IT managers and staff from Marks & Spencer, the bank clearing house Bacs, Cheshire County Council and East Midlands Electricity won accolades from their peers for successful IT projects at The Corporate IT Forum's (Tif) annual awards recently.
The projects were judged best from the user group's 140-strong corporate member base by a team of IT user-manager judges for their tangible business value, innovation and for being delivered on time and to budget.
"These awards are prized because IT practitioners judge projects by their own standards, which carries so much more weight," said Tif chairman and Rolls-Royce director of business improvement, Jonathan Mitchell.
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Project innovation award
Bank clearing house Bacs won the project innovation category with its completion, on time and to budget, of the first stage of moving the central banking clearing system to an internet protocol-based model built to handle five billion transactions a year.
The project, which involved 13 banks, 40,000 business customers, 250,000 other customers, and handling peak loads of 100 million transactions a day, took 20,000 man days to complete.
Bacs overcame risks from lack of common standards for smartcard digital-based signatures, and everything about the project was new: hardware (Sun Microsystems); software (Oracle DBase); development tools (Java 2 Enterprise Edition, web management system); and security model.
Highly commended East Midlands Electricity
The power utility's engineers can respond effectively if a whirlwind brings down power cables, thanks to its new compact read-only Java-based graphics system (Crog). It enables engineers to carry diagrams of installations on portable computers, using a bespoke file format and directory structure for geographical information that stores compressed spatial data.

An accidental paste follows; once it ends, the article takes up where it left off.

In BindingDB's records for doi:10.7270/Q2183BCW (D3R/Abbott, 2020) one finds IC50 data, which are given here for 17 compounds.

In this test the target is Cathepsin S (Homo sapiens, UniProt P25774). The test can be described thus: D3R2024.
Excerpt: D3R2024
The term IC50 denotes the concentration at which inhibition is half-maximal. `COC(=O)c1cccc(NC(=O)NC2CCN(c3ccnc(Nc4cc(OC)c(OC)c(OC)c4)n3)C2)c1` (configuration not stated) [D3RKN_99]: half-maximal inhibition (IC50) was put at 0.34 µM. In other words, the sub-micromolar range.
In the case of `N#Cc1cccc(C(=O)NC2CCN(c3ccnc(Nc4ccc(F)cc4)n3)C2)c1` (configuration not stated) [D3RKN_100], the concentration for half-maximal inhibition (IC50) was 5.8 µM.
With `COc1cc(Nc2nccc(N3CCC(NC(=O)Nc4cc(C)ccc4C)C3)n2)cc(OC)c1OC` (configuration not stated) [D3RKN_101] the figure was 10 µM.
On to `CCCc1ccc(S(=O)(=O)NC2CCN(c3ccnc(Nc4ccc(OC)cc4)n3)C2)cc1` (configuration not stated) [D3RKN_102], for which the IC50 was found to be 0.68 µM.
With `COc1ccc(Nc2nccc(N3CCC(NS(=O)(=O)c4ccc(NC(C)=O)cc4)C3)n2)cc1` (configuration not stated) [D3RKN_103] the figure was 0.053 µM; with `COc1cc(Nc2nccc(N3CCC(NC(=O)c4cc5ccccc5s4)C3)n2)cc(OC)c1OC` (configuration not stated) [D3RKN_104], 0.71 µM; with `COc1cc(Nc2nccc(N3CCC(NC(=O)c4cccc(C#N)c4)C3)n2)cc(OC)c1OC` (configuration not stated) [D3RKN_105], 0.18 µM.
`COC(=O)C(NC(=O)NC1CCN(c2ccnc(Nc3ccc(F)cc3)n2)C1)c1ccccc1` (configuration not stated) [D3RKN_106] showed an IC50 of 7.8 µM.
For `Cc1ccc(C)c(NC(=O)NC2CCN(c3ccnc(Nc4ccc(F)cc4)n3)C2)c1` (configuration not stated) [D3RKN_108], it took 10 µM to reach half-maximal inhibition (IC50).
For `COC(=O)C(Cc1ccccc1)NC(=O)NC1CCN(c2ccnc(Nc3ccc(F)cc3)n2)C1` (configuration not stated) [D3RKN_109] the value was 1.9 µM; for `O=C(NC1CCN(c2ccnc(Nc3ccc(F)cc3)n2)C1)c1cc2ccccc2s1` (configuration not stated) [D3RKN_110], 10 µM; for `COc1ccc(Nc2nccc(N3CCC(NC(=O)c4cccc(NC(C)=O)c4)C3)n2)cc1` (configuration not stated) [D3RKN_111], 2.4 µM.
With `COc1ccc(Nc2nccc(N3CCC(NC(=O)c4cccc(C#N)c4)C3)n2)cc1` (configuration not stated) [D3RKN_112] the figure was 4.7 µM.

Business profitability award
Winner Marks & Spencer
High-street retailer Marks & Spencer won the business profitability category with its web-based Collaborator system.
This integrates supplier processes, system planning, forecasting, and replenishment and has already achieved a 4% increase in sales, four weeks reduction in stockholding, and a 40% decrease in value of holdings of reduced price stock.
The judges were impressed by "really sound project governance, It was as much a business process change for their departments and suppliers as an IT change," they said.
Collaborator replaces existing systems with a web-based application, giving scalability, performance and functionality.
"Many web-based applications just add a new web front end," said one judge, "but this was much more than that."
Highly commended Cheshire County Council's integrated business system
The council's Oracle 11i-based integrated business system has already saved Cheshire £3m a year.
Aided by consultancy KPMG, the enterprise resource planning project took 60 employees 18 months to migrate general ledger, inventory management, fixed assets, accounts receivable and payable, human resources and payroll from a legacy system.